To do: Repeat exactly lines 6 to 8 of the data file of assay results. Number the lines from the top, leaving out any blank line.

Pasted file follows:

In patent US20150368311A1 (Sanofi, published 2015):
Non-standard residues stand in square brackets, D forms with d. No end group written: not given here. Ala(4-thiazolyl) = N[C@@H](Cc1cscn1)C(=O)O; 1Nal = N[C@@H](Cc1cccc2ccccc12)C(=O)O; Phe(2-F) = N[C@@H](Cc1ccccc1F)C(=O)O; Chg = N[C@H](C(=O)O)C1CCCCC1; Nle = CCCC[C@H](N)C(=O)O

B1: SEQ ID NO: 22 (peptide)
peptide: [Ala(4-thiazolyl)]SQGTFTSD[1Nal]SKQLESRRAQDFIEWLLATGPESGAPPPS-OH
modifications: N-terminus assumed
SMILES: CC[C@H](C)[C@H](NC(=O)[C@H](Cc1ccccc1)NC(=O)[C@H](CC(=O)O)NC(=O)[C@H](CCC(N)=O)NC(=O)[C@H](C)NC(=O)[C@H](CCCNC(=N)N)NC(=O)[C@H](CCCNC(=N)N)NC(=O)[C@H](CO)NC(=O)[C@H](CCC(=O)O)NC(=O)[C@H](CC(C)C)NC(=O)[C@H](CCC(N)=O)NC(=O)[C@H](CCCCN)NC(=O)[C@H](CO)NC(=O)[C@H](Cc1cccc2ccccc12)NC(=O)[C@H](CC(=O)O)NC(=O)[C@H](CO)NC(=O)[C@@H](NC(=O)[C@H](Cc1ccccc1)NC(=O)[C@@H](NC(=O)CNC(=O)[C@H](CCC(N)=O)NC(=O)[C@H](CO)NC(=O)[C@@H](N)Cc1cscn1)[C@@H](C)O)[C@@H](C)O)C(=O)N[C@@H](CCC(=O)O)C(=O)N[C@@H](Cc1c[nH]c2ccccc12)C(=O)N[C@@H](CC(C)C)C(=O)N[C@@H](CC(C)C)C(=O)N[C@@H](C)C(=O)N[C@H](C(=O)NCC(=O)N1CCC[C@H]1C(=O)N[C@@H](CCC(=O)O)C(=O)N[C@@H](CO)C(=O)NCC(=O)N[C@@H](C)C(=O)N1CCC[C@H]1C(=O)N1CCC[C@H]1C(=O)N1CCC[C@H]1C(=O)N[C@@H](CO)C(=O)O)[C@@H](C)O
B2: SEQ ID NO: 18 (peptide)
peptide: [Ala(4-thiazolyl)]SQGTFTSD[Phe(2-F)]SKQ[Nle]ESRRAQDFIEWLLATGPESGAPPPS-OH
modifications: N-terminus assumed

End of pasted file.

SMILES: CC[C@H](C)[C@H](NC(=O)[C@H](Cc1ccccc1)NC(=O)[C@H](CC(=O)O)NC(=O)[C@H](CCC(N)=O)NC(=O)[C@H](C)NC(=O)[C@H](CCCNC(=N)N)NC(=O)[C@H](CCCNC(=N)N)NC(=O)[C@H](CO)NC(=O)[C@H](CCC(=O)O)NC(=O)[C@H](CC(C)C)NC(=O)[C@H](CCC(N)=O)NC(=O)[C@H](CCCCN)NC(=O)[C@H](CO)NC(=O)[C@H](Cc1cccc2ccccc12)NC(=O)[C@H](CC(=O)O)NC(=O)[C@H](CO)NC(=O)[C@@H](NC(=O)[C@H](Cc1ccccc1)NC(=O)[C@@H](NC(=O)CNC(=O)[C@H](CCC(N)=O)NC(=O)[C@H](CO)NC(=O)[C@@H](N)Cc1cscn1)[C@@H](C)O)[C@@H](C)O)C(=O)N[C@@H](CCC(=O)O)C(=O)N[C@@H](Cc1c[nH]c2ccccc12)C(=O)N[C@@H](CC(C)C)C(=O)N[C@@H](CC(C)C)C(=O)N[C@@H](C)C(=O)N[C@H](C(=O)NCC(=O)N1CCC[C@H]1C(=O)N[C@@H](CCC(=O)O)C(=O)N[C@@H](CO)C(=O)NCC(=O)N[C@@H](C)C(=O)N1CCC[C@H]1C(=O)N1CCC[C@H]1C(=O)N1CCC[C@H]1C(=O)N[C@@H](CO)C(=O)O)[C@@H](C)O
B2: SEQ ID NO: 18 (peptide)
peptide: [Ala(4-thiazolyl)]SQGTFTSD[Phe(2-F)]SKQ[Nle]ESRRAQDFIEWLLATGPESGAPPPS-OH